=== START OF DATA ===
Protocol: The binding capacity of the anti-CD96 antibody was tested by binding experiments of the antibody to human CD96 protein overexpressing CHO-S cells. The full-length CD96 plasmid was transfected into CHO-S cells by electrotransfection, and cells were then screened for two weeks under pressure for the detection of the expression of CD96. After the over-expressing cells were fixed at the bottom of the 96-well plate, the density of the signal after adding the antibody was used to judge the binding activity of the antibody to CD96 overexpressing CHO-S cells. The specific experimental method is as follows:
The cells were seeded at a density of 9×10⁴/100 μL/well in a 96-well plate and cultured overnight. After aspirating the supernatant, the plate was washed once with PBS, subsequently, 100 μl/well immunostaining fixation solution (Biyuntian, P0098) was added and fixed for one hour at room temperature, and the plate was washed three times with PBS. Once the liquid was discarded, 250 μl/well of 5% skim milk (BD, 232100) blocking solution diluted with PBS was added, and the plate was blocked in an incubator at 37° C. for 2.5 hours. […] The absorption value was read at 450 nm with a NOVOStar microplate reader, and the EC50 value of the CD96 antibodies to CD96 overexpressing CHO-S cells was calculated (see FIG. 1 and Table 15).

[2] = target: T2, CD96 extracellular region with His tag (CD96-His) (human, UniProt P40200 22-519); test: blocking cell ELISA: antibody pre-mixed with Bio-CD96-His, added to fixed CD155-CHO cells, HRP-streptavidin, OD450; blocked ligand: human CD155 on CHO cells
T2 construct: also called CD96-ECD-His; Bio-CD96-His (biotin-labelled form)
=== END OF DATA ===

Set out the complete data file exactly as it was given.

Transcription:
Protocol: The binding capacity of the anti-CD96 antibody was tested by binding experiments of the antibody to human CD96 protein overexpressing CHO-S cells. The full-length CD96 plasmid was transfected into CHO-S cells by electrotransfection, and cells were then screened for two weeks under pressure for the detection of the expression of CD96. After the over-expressing cells were fixed at the bottom of the 96-well plate, the density of the signal after adding the antibody was used to judge the binding activity of the antibody to CD96 overexpressing CHO-S cells. The specific experimental method is as follows:
The cells were seeded at a density of 9×10⁴/100 μL/well in a 96-well plate and cultured overnight. After aspirating the supernatant, the plate was washed once with PBS, subsequently, 100 μl/well immunostaining fixation solution (Biyuntian, P0098) was added and fixed for one hour at room temperature, and the plate was washed three times with PBS. Once the liquid was discarded, 250 μl/well of 5% skim milk (BD, 232100) blocking solution diluted with PBS was added, and the plate was blocked in an incubator at 37° C. for 2.5 hours. […] The absorption value was read at 450 nm with a NOVOStar microplate reader, and the EC50 value of the CD96 antibodies to CD96 overexpressing CHO-S cells was calculated (see FIG. 1 and Table 15).

[2] = target: T2, CD96 extracellular region with His tag (CD96-His) (human, UniProt P40200 22-519); test: blocking cell ELISA: antibody pre-mixed with Bio-CD96-His, added to fixed CD155-CHO cells, HRP-streptavidin, OD450; blocked ligand: human CD155 on CHO cells
T2 construct: also called CD96-ECD-His; Bio-CD96-His (biotin-labelled form)